establishments. In showing their official pleasure
at the actions of several merchants toward modern-
izing the business district of Port St. Joe, the Cham-
ber Board of Directors penned the following letter
to the Port St. Joe Retail Merchant's Division.
Mr. R. F. Maxwell, Chairman
Retail Merchant's Division
Port St. Joe Chamber of Commerce
Port St. Joe, 'Florida
Dear Mr. Maxwell:
At the meeting of the Board of Directore
held March 2, the directors were most compll-


John Drew Appointed Drive




Chairman For County Red Cross


Picture Proves

Big Fish Story
Some people will go to an aw-
ful lot of trouble to prove they
are not wrong.
Take Preacher Byron Smith-
for example.
Last week the editor doubted
his Judgment in believing a fish
story concocted by Sam McCa-
then, boat paddler deluxe.
The preacher hunted down Sam
and extracted from this fisher-
man the above photo of the fish
he was bragging about. Sam was
not stretching the truth a bit.
The finny monster did weigh 35
pounds. And he was a rock fish.
Sam sold the fish to a Georgian
from Atlanta who took him home
to have it mountUd and brag
about "his catch".
Sam Is doing a little work for
the Chamber of Commerce and
getting paid for it at the same
time.
The next time we go fishing
with Sam we will find out where
the big ones stay.
We hereby publicly eat crow,
preacher. Your point is made.


State Road Says Overstreet Bridge

Will Be Out of Service Next Week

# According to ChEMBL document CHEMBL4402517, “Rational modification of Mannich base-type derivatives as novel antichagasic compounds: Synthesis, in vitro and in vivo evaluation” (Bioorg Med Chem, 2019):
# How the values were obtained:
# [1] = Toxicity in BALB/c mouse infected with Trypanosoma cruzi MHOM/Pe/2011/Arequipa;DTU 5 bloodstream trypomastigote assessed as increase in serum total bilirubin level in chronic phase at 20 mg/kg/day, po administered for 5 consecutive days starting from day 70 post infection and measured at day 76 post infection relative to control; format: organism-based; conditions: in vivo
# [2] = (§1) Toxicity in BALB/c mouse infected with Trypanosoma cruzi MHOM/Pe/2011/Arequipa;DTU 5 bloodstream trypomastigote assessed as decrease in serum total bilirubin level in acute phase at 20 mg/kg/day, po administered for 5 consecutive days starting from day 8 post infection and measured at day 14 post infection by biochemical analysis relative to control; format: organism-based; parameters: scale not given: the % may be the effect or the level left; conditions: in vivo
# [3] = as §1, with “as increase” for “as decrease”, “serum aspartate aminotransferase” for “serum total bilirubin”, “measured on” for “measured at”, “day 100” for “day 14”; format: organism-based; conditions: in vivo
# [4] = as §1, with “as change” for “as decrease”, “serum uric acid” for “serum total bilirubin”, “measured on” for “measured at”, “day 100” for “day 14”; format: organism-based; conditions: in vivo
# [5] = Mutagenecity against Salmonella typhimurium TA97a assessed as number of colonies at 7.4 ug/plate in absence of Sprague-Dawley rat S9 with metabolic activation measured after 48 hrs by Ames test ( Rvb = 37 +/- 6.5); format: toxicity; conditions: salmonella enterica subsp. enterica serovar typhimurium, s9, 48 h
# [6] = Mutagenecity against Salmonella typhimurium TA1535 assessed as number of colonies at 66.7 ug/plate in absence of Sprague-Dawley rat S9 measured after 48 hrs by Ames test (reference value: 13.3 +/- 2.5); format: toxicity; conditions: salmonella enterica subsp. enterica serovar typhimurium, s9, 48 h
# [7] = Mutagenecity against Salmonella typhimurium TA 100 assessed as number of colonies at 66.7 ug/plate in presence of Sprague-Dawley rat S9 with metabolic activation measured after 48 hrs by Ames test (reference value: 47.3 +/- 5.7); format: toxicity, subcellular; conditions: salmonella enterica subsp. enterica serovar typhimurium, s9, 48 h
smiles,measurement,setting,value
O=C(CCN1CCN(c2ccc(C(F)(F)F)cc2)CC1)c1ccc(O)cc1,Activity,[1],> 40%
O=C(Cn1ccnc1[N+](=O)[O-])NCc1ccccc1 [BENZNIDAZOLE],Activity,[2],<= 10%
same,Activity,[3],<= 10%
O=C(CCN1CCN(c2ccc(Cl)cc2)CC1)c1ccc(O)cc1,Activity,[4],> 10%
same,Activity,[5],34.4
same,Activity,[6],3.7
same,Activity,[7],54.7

The State Road Department announced this week that the
floating bridge over the Intra-Coastal Canal at Overstreet will
be closed to traffic the week of March 16.
The Department said that the bridge will be out for at least
a week for repairs, and possibly longer. No highway traffic will
be able to cross the canal at this point while the bridge is being
repaired.
Motorists are urged by the SRD to keep this fact in mind and
route their driving accordingly.


High School Band Will Present

Annual Spring Concert Tomorrow

Leroy Bowdoin, principal of the The 1959 High School Band is
Port St. Joe High School, announ- larger, better instrumentized, and
ces that tomorrow night at 8:00 more musical than at any time be
p.m. the Port St. Joe High School fore, according to Bowdoin. The
Band "will present their annual public is invited to attend this per
spring concert in the High School formance, enjoy some good music


Gymnasium.
The first half of the concert will